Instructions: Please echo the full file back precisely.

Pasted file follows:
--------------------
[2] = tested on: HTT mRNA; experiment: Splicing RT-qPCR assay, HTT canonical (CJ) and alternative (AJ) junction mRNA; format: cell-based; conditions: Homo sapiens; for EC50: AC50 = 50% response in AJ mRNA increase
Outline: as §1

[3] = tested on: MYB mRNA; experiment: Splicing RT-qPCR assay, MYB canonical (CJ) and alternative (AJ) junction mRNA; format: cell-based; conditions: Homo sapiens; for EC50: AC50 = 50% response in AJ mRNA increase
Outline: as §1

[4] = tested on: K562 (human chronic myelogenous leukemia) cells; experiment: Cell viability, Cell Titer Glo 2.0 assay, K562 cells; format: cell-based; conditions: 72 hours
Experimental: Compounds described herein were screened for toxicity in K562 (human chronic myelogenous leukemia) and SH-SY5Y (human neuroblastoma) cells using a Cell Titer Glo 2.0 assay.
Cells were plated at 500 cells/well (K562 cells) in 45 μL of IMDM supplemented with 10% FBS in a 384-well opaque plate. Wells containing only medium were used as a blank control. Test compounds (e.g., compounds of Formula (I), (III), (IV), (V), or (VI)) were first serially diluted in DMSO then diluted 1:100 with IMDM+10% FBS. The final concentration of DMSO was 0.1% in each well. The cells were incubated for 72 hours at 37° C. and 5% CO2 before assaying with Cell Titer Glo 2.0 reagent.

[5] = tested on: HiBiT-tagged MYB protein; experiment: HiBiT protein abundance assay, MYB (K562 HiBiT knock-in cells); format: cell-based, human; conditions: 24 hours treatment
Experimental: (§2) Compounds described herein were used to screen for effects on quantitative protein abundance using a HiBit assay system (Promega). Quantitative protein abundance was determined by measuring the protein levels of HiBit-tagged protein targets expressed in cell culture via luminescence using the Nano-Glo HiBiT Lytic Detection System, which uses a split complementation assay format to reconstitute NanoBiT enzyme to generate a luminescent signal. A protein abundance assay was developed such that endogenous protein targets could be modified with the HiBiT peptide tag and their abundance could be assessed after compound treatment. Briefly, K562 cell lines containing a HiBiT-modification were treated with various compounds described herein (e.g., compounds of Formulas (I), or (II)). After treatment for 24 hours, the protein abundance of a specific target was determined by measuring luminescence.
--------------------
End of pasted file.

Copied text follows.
[2] = tested on: HTT mRNA; experiment: Splicing RT-qPCR assay, HTT canonical (CJ) and alternative (AJ) junction mRNA; format: cell-based; conditions: Homo sapiens; for EC50: AC50 = 50% response in AJ mRNA increase
Outline: as §1

[3] = tested on: MYB mRNA; experiment: Splicing RT-qPCR assay, MYB canonical (CJ) and alternative (AJ) junction mRNA; format: cell-based; conditions: Homo sapiens; for EC50: AC50 = 50% response in AJ mRNA increase
Outline: as §1

[4] = tested on: K562 (human chronic myelogenous leukemia) cells; experiment: Cell viability, Cell Titer Glo 2.0 assay, K562 cells; format: cell-based; conditions: 72 hours
Experimental: Compounds described herein were screened for toxicity in K562 (human chronic myelogenous leukemia) and SH-SY5Y (human neuroblastoma) cells using a Cell Titer Glo 2.0 assay.
Cells were plated at 500 cells/well (K562 cells) in 45 μL of IMDM supplemented with 10% FBS in a 384-well opaque plate. Wells containing only medium were used as a blank control. Test compounds (e.g., compounds of Formula (I), (III), (IV), (V), or (VI)) were first serially diluted in DMSO then diluted 1:100 with IMDM+10% FBS. The final concentration of DMSO was 0.1% in each well. The cells were incubated for 72 hours at 37° C. and 5% CO2 before assaying with Cell Titer Glo 2.0 reagent.

[5] = tested on: HiBiT-tagged MYB protein; experiment: HiBiT protein abundance assay, MYB (K562 HiBiT knock-in cells); format: cell-based, human; conditions: 24 hours treatment
Experimental: (§2) Compounds described herein were used to screen for effects on quantitative protein abundance using a HiBit assay system (Promega). Quantitative protein abundance was determined by measuring the protein levels of HiBit-tagged protein targets expressed in cell culture via luminescence using the Nano-Glo HiBiT Lytic Detection System, which uses a split complementation assay format to reconstitute NanoBiT enzyme to generate a luminescent signal. A protein abundance assay was developed such that endogenous protein targets could be modified with the HiBiT peptide tag and their abundance could be assessed after compound treatment. Briefly, K562 cell lines containing a HiBiT-modification were treated with various compounds described herein (e.g., compounds of Formulas (I), or (II)). After treatment for 24 hours, the protein abundance of a specific target was determined by measuring luminescence.